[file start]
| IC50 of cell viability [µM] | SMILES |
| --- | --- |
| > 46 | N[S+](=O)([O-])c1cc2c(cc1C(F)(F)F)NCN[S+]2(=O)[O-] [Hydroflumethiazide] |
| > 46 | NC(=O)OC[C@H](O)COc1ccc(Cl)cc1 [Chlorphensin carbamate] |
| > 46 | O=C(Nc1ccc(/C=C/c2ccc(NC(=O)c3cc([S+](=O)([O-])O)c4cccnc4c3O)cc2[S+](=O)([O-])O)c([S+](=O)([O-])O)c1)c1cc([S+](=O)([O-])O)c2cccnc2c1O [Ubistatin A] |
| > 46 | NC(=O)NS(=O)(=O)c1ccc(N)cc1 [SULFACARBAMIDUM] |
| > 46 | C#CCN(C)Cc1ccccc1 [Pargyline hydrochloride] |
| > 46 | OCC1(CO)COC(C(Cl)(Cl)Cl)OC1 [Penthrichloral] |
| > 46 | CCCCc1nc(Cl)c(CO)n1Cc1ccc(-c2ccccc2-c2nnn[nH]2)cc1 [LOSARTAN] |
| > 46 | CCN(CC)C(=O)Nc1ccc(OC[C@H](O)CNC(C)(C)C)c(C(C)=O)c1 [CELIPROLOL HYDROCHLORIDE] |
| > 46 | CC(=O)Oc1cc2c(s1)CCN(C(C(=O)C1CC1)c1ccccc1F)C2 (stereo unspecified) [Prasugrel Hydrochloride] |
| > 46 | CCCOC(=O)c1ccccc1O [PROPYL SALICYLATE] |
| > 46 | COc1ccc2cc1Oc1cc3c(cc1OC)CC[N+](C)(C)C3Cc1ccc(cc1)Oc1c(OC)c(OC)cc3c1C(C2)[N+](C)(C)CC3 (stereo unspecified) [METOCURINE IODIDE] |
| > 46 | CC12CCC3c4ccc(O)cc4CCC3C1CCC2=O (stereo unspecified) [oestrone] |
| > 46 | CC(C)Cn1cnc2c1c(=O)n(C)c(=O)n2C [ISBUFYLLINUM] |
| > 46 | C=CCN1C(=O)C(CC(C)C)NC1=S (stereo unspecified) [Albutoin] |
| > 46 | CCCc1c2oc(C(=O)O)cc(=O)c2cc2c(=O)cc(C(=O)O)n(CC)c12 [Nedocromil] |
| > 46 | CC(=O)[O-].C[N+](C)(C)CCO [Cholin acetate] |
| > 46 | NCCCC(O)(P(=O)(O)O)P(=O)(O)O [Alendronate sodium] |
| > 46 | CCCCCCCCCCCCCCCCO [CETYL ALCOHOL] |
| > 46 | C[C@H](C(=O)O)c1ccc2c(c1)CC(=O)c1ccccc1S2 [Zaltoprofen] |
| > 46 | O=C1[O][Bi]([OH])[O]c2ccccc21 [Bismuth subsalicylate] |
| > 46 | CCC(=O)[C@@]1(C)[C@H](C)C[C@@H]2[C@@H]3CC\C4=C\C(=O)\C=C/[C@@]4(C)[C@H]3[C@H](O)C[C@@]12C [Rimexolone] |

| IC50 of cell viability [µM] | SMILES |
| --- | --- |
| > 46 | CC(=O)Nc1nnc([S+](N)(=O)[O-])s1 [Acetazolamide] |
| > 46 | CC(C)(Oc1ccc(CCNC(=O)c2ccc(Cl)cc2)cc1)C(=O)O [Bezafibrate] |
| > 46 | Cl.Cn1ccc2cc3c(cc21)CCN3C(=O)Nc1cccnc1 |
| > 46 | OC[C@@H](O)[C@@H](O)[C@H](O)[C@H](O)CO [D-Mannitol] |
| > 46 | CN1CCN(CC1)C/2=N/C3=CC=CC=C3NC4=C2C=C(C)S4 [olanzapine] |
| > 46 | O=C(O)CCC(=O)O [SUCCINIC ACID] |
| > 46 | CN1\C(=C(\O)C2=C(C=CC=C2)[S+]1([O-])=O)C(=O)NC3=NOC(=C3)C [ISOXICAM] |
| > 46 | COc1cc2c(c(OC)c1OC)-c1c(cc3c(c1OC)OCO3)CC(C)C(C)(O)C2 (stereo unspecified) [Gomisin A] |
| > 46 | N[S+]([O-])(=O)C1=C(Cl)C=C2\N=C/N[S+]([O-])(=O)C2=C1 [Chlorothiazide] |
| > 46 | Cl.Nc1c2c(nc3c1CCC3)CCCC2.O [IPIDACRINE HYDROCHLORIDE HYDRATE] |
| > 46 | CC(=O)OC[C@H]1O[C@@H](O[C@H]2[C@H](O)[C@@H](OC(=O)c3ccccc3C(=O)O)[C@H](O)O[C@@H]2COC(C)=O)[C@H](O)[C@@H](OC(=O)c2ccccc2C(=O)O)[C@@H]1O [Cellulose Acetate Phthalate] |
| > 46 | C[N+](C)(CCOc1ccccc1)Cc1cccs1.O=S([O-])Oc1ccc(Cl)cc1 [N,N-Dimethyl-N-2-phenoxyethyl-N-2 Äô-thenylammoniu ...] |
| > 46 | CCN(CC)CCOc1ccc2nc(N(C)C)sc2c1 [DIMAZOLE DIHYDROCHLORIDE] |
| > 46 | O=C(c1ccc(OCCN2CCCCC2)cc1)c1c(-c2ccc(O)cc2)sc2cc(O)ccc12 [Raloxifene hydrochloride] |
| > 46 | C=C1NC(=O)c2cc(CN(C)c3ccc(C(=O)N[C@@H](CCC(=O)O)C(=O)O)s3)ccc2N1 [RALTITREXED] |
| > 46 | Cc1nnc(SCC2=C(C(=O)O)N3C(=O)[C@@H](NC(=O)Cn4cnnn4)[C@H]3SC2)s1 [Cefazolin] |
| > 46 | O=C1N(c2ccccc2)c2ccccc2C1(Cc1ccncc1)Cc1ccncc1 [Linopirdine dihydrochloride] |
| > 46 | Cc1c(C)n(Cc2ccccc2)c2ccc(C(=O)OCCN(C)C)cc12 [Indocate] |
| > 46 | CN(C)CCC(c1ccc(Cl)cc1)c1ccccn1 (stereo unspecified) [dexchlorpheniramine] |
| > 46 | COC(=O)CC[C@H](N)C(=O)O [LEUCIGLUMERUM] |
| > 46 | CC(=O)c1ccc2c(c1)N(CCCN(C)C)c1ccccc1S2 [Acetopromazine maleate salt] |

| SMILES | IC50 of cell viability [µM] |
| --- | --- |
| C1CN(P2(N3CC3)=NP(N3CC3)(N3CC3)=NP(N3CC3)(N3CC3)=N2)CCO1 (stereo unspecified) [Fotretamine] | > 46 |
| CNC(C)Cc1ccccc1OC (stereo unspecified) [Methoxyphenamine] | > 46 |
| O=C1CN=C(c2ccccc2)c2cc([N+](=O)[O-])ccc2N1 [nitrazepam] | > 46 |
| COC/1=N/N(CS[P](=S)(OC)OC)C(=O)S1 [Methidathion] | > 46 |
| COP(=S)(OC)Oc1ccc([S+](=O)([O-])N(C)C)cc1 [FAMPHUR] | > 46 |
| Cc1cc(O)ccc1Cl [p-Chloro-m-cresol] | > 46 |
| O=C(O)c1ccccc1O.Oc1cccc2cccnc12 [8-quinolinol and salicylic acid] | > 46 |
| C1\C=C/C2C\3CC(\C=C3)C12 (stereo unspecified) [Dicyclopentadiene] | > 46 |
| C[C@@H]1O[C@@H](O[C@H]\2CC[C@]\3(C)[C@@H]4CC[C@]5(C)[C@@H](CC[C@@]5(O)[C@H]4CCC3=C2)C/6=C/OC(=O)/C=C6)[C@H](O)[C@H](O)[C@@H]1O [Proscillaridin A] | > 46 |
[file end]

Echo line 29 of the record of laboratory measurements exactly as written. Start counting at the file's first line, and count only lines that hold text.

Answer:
| > 46 | OC[C@@H](O)[C@@H](O)[C@H](O)[C@H](O)CO [D-Mannitol] |